Evictees camp out on lawn

Occupants have been on the front lawn of the Arcadia Place CPOA since last Wednesday.

Some of the more than 200 people who had been evicted from the Arcadia Place Cape Peninsula Organisation for the Aged (CPOA) home in Observatory are still living on its front lawns.

The group had illegally occupied the abandoned building and were removed by the Sheriff of the High Court assisted by private security and police last Wednesday, October 2.

Many of them come from informal settlements such as Khayelitsha, Langa, Nyanga East and Gugulethu.

They are camped out on the front lawn with all their possessions including mattresses, clothes, blankets and furniture, while the gates of Arcadia Place are locked.

Their spokesperson, Bandile Enoch, from Langa, who came with his three-year-old daughter, said they lived in the building for two weeks before they were evicted.

“Most of the challenges faced is that there are children here and people who have diabetes and disabled people, we are homeless and we previously stayed in shacks.”

Mr Enoch said they had not intended to stay at Arcadia Place permanently but only wanted to attract the attention of the government so that they could be given proper housing.

CPOA spokesperson, Sandi Gelderbloem said Acadia Place had been abandoned since the end of February because it had become unsafe for habitation.

“We have reported these people to the Anti-Land Invasion Unit since they are illegally occupying the front lawn which is City land,” she said.

Ms Gelderbloem said management engaged directly with the occupiers on Saturday September 21 about why the building needed to be demolished and what was intended for the site.

“The occupiers responded that they would not leave the building until alternative accommodation was offered by the government,” she said.

Ms Gelderbloem said the site had been subdivided, “Half the site has been sold to a developer for an extension of the existing Pick * Pay; above the extension, apartments will be built that are also intended for social housing.”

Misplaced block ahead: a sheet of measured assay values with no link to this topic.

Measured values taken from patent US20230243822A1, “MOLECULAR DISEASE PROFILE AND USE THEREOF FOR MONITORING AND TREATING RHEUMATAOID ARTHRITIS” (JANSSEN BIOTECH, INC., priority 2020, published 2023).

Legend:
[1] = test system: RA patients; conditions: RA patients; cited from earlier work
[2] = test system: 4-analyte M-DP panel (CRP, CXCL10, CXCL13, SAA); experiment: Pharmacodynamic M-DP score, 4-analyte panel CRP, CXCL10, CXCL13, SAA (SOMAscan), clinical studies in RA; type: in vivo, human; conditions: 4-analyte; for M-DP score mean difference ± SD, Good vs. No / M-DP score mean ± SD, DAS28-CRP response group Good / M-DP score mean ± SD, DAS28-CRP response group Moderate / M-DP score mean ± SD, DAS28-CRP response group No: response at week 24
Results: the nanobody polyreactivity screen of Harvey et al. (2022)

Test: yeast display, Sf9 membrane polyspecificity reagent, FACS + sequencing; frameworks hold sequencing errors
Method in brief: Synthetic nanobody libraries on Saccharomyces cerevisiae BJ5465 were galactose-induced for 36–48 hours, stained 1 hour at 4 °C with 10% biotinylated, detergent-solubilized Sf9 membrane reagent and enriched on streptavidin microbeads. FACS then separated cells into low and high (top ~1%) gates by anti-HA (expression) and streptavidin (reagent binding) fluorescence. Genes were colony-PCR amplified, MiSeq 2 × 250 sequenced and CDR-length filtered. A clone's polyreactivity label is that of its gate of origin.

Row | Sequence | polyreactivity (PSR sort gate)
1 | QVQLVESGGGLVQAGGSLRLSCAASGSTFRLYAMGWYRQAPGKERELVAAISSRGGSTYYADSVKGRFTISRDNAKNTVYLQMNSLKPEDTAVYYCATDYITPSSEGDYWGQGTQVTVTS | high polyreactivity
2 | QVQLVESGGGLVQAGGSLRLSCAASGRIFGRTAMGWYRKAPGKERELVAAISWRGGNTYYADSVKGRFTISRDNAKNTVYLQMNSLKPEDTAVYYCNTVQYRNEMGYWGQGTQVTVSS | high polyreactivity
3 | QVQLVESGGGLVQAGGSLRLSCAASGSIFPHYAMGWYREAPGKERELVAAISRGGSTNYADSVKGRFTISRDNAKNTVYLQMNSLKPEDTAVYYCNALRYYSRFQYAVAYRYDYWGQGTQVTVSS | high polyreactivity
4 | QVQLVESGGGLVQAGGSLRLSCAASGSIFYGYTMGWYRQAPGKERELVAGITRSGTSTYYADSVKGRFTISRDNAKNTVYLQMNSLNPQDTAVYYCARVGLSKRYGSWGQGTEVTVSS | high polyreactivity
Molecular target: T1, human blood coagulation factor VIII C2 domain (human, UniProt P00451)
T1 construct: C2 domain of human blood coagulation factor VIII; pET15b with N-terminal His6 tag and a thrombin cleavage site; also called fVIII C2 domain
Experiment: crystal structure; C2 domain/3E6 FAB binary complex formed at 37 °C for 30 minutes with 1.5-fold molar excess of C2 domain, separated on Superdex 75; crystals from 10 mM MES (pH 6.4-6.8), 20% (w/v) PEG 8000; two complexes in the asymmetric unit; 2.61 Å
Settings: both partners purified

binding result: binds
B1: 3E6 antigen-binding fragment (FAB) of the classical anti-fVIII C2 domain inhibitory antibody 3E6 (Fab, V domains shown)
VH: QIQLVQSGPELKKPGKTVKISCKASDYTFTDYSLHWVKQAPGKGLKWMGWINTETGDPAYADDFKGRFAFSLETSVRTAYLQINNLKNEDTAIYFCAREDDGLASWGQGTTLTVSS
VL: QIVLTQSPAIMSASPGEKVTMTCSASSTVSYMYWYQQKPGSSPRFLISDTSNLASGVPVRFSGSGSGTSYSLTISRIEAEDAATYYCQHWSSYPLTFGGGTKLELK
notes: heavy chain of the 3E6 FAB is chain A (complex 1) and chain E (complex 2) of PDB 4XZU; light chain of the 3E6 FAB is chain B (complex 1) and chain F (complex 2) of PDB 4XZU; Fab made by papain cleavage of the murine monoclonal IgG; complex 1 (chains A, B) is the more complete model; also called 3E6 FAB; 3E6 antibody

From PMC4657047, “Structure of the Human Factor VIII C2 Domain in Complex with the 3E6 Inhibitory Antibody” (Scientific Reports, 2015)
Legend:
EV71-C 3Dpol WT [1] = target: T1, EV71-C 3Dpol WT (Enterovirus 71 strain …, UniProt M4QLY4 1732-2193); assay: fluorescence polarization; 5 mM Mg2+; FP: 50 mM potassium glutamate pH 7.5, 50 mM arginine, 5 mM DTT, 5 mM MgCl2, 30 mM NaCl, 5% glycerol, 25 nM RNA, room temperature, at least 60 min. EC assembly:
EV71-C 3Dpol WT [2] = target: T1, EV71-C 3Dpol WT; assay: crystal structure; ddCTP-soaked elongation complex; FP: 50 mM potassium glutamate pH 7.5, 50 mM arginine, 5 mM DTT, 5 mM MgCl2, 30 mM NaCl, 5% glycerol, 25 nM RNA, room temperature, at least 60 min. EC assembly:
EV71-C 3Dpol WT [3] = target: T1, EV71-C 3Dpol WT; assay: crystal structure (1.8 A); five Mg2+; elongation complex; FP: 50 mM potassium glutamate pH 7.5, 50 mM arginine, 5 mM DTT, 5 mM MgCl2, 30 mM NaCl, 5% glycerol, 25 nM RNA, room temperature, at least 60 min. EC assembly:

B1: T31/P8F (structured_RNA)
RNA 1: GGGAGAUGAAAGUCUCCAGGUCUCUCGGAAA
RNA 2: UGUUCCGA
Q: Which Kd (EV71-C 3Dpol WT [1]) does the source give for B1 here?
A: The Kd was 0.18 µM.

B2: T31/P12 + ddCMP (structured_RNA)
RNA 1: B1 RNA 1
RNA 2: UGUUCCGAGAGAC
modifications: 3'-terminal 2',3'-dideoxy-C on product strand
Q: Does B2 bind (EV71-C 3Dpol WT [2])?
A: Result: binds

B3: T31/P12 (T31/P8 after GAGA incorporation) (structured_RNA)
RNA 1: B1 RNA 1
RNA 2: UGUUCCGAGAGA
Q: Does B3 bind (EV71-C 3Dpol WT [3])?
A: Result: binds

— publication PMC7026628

She said the CPOA would rebuild Arcadia Place on the remaining part of the land in order to accommodate the previous residents and to provide welfare retirement to additional needy elderly people.

Construction will only start once the old Arcadia Place is demolished.

The CPOA is concerned that occupiers will hinder building work by interfering with construction workers and that they may be injured during the demolition process and construction, said Ms Gelderbloem.

The City’s Mayoral committee member for human settlements, Malusi Booi, said the City’s Human Settlements Directorate was expected to deliver projects to the value of almost R2.7 billion over the next three years as part of its continued efforts to improve the lives of Cape Town’s more vulnerable residents.

“It is therefore pertinent for people to register on the housing database in order to be considered for a housing opportunity,” he said.

Mr Booi said the City would continue to assess City-owned land, including suitable land in and near the Cape Town CBD, to determine whether some of these properties could be developed for housing opportunities.

Another occupant, Salonica Mbambani, 32, from Gugulethu, who stayed at Arcadia Place with her eight-year-old son, said all of them had previously lived in shacks, “which is not safe”.

Ms Mbambani said the shacks flooded in winter and there was always the risk of their homes going up in flames as people lit fires to cook and keep warm.

“We saw this empty building as an opportunity to move in as we have been applying for housing from the City and did not get any response.

Ms Mbambani said they found out about the building from someone who worked in the area who had noticed the building was unoccupied.

Mr Enoch said they had an advocate, whom did not want to name, representing them to get a court order last Thursday October 3 in order to move back in the CPOA, but the court told him that it was privately owned so the occupants must go.

Mr Enoch said a member of the community had raised funds for them to buy tents so that they could sleep on the front lawn of the CPOA.

Seven tents have been erected in front of the old CPOA. There are also placards hanging outside of the tents highlighting the occupants’ needs for social housing.